Santo Domingo, Cochabamba, Guayaquil, Panama City
GLBT people gathered in Duarte Park in Santo Domingo, Dominican Republic, on June 28 for their second annual pride rally. Dozens of lesbians showed up first, with rainbow flags, posters and pamphlets, said El Diario, then some gay men arrived “several hours later.” The paper ran a photo of women wearing T-shirts that said, “I am lesbian because I like it and that’s what I want.”
Cochabamba, Bolivia, saw its first pride celebration June 28 in the form of a fair in the city’s main square, reported Los Tiempos. The city’s first pride march followed on June 30. There was “an overflow of glamour, joy, luxury, color and respect” as thousands of Cochabambinos danced their way from the Plaza of the Flags to Columbus Plaza, the newspaper said.
The report added: “According to the participants in this parade, Cochabamban homosexuals were capable of taking on great risk to march because the satisfaction of feeling recognized and admired as women is so important to them that any sacrifice is worth it.”
In Guayaquil, Ecuador, the second annual Festival of Art and Diversity brought 300 people to the Kennedy Mall district on June 28 under the theme “The problem is not homosexuality but rather homophobia.” Stage performances ran from 6 p.m. to midnight.
The third pride parade in Panama City took place June 30 on Argentina Way, ending at Andres Bello Park. Some 260 participants carried signs demanding equal rights and urging tolerance and safe sex. Organizers also announced 10 winners of their new Pink Egg prize, awarded to individuals who “have committed the most acts of discrimination against the GLBT population of Panama.”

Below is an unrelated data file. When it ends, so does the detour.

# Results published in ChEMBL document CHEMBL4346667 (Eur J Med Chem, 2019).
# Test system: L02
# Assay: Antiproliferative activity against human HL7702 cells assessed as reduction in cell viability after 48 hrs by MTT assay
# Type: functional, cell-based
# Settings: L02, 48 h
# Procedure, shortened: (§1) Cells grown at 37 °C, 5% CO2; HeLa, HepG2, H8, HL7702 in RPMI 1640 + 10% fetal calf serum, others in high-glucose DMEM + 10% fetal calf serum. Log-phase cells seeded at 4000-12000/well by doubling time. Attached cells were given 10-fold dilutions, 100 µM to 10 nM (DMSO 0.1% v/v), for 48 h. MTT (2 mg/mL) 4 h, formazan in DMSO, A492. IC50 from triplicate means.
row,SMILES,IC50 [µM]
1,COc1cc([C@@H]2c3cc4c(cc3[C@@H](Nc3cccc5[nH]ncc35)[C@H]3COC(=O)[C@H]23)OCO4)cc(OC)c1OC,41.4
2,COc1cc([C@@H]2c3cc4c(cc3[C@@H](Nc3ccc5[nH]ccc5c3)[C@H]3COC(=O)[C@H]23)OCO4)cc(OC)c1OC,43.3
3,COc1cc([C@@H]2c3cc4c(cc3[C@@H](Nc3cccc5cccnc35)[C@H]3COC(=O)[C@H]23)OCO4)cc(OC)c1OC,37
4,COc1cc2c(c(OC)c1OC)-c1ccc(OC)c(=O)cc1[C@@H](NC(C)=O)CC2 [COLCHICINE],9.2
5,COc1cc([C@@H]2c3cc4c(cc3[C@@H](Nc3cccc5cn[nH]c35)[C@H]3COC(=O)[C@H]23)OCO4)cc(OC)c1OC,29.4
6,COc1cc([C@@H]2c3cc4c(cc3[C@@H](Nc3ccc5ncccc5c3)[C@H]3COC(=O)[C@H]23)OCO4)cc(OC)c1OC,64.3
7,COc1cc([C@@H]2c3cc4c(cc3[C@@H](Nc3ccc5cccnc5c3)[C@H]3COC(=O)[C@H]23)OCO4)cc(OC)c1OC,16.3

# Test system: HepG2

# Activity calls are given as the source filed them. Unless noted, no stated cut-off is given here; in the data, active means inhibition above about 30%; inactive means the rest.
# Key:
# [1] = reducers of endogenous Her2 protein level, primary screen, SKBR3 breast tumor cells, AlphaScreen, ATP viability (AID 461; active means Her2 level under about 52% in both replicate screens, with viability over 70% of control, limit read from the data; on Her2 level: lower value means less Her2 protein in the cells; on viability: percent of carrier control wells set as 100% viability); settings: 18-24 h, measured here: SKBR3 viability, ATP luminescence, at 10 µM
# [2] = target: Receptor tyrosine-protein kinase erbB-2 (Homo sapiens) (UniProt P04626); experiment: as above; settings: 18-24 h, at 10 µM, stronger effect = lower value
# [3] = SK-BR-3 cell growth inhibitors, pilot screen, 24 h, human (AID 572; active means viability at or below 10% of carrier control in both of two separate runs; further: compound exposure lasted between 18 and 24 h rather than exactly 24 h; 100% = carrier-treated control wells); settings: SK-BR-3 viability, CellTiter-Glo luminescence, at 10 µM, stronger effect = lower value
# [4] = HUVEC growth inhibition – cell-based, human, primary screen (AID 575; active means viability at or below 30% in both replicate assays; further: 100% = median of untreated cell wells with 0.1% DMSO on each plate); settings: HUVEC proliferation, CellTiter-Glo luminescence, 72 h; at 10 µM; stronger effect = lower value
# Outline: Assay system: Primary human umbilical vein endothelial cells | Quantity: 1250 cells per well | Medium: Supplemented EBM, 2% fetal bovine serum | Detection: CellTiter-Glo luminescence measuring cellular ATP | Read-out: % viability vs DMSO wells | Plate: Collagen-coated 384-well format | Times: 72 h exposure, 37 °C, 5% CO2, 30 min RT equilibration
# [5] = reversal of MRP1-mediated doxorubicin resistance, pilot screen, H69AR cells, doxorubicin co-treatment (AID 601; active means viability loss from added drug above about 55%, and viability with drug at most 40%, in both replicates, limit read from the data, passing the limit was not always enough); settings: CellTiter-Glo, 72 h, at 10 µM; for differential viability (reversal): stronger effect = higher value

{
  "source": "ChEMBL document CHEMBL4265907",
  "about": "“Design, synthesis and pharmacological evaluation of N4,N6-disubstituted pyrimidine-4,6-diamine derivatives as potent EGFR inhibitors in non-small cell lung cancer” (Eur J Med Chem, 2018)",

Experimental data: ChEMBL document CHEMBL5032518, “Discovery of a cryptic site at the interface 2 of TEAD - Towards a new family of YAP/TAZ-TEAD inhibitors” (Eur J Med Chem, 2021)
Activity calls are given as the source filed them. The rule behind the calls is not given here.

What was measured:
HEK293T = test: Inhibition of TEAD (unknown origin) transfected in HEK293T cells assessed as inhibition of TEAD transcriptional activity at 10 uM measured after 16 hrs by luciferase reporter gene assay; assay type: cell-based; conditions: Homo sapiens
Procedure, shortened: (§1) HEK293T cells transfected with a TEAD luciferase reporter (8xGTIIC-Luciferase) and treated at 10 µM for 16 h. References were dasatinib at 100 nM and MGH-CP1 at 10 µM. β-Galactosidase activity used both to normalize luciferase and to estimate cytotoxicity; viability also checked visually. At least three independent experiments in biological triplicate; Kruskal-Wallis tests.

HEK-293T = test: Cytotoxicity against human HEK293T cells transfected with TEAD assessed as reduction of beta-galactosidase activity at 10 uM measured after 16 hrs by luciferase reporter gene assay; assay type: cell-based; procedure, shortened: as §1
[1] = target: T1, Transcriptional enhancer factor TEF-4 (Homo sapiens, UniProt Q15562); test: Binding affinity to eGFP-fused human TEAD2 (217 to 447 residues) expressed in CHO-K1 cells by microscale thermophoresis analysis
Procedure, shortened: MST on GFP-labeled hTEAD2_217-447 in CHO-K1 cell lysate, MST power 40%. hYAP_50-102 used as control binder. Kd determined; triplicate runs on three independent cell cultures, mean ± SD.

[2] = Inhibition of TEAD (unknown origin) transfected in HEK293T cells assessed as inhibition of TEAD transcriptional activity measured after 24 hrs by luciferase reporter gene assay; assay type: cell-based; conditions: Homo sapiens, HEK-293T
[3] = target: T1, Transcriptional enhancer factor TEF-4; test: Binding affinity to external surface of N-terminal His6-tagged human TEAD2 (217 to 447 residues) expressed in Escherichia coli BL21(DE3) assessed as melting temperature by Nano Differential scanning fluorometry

San Salvador, Santiago, Bogata
Hundreds of people marched in San Salvador, El Salvador, July 1 to promote sex education and discourage discrimination. Under the theme “Diversity in Action,” members of various LGBT, women’s and HIV organizations joined the walk from the Divine Savior of the World monument to Civic Plaza. A spokesman for the organizers said there is a near-complete lack of support for anti-homophobia and AIDS-prevention campaigns in El Salvador.
In Santiago, Chile, some 5,000 people gathered in the Plaza de Armas July 1 for seven hours of dancing, music and drag shows. They also demanded passage of anti-discrimination and civil-union laws, and celebrated the 16th birthday of the nation’s leading gay-rights group, MOVILH, the Movement for Homosexual Integration and Liberation.
In Bogota, Colombia, some 10,000 people marched from National Park to Bolivar Plaza in chilly, rainy weather July 1. A group of Communist Youth skinheads joined the parade, chanting, “There is no political freedom without sexual freedom.” Mayor Luis Eduardo Garzon addressed the crowd at Bolivar Plaza, expressing his unconditional support for the entire gay community.
The march also was a protest against the recent demise of Colombia’s civil-union bill, which, after passing both houses of Congress, was killed in a conference committee by senators who changed their minds. President Alvaro Uribe, a conservative Catholic, had promised to sign the bill into law.